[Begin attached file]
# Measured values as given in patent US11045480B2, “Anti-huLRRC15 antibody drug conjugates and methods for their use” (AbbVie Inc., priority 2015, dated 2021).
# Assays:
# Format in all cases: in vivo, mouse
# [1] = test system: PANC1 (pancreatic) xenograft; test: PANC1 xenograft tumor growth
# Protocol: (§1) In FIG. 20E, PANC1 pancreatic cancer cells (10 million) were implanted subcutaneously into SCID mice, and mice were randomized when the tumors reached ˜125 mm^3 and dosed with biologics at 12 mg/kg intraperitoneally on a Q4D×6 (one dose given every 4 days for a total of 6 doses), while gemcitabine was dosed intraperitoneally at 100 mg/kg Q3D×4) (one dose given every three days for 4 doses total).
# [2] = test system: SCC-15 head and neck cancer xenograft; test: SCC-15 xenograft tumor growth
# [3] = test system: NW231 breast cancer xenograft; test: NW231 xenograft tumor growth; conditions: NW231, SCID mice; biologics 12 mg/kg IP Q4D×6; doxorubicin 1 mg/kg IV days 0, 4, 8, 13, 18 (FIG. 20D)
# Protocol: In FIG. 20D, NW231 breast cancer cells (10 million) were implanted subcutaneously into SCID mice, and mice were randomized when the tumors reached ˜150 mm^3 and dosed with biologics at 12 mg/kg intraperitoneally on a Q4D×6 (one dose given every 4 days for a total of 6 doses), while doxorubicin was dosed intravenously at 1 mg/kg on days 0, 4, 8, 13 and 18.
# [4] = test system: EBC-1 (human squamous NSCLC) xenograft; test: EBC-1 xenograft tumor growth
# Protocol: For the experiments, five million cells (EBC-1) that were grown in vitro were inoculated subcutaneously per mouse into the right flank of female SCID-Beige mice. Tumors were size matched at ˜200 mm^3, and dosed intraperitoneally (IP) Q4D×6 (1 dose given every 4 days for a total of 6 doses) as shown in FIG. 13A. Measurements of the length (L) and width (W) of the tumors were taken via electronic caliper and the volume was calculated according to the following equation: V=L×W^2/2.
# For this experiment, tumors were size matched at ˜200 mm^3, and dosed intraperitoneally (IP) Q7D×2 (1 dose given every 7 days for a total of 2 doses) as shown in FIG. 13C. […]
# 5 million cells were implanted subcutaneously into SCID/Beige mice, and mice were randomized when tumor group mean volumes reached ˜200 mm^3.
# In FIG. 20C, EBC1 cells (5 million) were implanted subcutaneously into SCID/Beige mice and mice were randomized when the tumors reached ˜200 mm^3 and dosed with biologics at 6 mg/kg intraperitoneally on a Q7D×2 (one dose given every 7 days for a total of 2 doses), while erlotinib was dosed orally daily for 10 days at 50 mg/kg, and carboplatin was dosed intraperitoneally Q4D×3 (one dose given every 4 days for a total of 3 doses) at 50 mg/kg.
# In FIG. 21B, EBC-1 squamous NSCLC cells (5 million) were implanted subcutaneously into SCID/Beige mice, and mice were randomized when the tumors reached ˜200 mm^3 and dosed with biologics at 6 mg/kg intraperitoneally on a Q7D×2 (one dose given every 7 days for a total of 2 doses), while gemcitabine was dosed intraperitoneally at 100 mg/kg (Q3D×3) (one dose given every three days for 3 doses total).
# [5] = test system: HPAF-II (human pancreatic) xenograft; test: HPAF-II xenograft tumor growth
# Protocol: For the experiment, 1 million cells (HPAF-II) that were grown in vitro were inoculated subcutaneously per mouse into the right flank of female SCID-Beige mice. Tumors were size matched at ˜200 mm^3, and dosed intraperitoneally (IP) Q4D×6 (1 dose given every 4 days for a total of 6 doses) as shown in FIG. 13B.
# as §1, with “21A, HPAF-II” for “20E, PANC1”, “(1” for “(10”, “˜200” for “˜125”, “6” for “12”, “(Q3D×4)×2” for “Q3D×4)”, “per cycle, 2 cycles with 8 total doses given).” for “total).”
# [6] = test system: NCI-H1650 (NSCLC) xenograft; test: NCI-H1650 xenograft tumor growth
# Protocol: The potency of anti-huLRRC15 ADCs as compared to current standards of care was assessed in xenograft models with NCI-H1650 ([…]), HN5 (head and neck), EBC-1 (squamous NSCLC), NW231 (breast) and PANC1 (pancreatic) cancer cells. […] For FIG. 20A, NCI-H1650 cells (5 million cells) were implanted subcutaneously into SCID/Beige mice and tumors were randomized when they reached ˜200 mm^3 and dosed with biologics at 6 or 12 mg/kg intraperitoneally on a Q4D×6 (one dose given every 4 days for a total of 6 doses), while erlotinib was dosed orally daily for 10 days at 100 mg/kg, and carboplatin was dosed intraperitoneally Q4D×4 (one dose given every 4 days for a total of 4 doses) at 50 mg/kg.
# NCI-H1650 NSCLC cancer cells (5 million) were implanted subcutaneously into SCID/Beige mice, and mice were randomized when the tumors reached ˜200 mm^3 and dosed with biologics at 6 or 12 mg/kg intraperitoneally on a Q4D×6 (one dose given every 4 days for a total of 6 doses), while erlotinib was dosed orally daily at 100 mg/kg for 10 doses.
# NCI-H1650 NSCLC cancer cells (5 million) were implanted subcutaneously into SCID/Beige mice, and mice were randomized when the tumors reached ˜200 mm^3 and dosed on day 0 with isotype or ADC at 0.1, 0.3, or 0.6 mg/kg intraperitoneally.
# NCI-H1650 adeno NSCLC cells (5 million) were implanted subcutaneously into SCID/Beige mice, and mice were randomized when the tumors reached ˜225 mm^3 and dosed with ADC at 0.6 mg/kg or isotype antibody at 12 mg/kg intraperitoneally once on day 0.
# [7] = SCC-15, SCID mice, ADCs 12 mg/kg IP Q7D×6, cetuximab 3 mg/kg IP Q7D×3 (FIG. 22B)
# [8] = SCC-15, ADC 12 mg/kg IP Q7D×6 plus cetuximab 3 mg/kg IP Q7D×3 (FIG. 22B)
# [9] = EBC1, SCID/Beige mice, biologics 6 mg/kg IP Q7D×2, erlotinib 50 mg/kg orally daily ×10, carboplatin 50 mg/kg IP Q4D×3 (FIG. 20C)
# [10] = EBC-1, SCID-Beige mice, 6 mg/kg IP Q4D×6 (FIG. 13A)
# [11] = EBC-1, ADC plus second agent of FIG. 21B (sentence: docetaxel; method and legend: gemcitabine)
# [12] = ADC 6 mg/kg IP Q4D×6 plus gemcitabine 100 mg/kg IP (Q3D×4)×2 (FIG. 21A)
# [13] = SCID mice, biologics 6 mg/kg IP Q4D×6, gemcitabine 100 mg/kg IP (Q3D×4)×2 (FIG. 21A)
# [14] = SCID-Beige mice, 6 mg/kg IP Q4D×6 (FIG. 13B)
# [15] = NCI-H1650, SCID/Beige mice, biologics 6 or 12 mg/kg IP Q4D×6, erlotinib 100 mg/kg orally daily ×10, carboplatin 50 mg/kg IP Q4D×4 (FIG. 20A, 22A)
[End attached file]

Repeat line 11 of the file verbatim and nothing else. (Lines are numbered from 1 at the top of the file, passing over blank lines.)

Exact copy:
# For this experiment, tumors were size matched at ˜200 mm^3, and dosed intraperitoneally (IP) Q7D×2 (1 dose given every 7 days for a total of 2 doses) as shown in FIG. 13C. […]